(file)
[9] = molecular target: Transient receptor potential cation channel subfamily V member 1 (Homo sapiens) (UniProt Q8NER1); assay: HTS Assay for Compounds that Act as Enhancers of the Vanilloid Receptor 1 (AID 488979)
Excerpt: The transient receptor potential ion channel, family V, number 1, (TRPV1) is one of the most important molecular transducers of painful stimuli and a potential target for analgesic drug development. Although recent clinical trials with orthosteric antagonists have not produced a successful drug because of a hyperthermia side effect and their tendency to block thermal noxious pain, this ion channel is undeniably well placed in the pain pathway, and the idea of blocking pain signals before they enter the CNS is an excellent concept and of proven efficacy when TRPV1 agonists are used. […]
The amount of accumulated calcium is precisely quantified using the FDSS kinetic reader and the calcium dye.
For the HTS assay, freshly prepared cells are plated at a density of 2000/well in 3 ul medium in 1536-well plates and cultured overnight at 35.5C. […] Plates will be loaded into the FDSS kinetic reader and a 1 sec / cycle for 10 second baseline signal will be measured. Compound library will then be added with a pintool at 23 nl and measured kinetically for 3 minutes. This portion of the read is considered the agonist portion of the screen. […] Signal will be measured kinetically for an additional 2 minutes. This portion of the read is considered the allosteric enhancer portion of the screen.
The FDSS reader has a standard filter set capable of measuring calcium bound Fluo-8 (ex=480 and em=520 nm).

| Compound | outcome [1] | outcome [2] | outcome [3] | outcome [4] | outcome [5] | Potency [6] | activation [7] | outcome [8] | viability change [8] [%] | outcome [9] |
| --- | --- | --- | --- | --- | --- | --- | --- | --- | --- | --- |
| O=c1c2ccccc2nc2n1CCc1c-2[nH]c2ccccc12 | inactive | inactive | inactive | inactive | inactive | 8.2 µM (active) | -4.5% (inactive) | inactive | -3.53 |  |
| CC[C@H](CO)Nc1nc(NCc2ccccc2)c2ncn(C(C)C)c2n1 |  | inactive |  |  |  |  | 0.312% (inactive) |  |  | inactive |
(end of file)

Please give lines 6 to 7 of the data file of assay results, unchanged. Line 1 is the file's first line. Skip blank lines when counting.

| Compound | outcome [1] | outcome [2] | outcome [3] | outcome [4] | outcome [5] | Potency [6] | activation [7] | outcome [8] | viability change [8] [%] | outcome [9] |
| --- | --- | --- | --- | --- | --- | --- | --- | --- | --- | --- |